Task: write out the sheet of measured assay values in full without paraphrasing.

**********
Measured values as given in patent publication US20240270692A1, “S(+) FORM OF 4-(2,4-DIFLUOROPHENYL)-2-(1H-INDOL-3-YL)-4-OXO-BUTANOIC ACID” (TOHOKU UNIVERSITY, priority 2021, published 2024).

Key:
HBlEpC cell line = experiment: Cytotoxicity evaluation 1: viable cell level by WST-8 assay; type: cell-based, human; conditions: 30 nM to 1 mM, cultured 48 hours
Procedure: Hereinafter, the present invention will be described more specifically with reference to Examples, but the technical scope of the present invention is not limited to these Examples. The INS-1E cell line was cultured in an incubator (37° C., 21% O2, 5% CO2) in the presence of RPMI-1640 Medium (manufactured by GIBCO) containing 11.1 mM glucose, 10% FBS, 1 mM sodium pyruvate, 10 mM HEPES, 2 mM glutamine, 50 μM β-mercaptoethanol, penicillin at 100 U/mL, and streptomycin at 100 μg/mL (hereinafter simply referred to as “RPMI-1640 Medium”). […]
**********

Measured values as given in patent publication US20240270692A1, “S(+) FORM OF 4-(2,4-DIFLUOROPHENYL)-2-(1H-INDOL-3-YL)-4-OXO-BUTANOIC ACID” (TOHOKU UNIVERSITY, priority 2021, published 2024).

Key:
HBlEpC cell line = experiment: Cytotoxicity evaluation 1: viable cell level by WST-8 assay; type: cell-based, human; conditions: 30 nM to 1 mM, cultured 48 hours
Procedure: Hereinafter, the present invention will be described more specifically with reference to Examples, but the technical scope of the present invention is not limited to these Examples. The INS-1E cell line was cultured in an incubator (37° C., 21% O2, 5% CO2) in the presence of RPMI-1640 Medium (manufactured by GIBCO) containing 11.1 mM glucose, 10% FBS, 1 mM sodium pyruvate, 10 mM HEPES, 2 mM glutamine, 50 μM β-mercaptoethanol, penicillin at 100 U/mL, and streptomycin at 100 μg/mL (hereinafter simply referred to as “RPMI-1640 Medium”). […]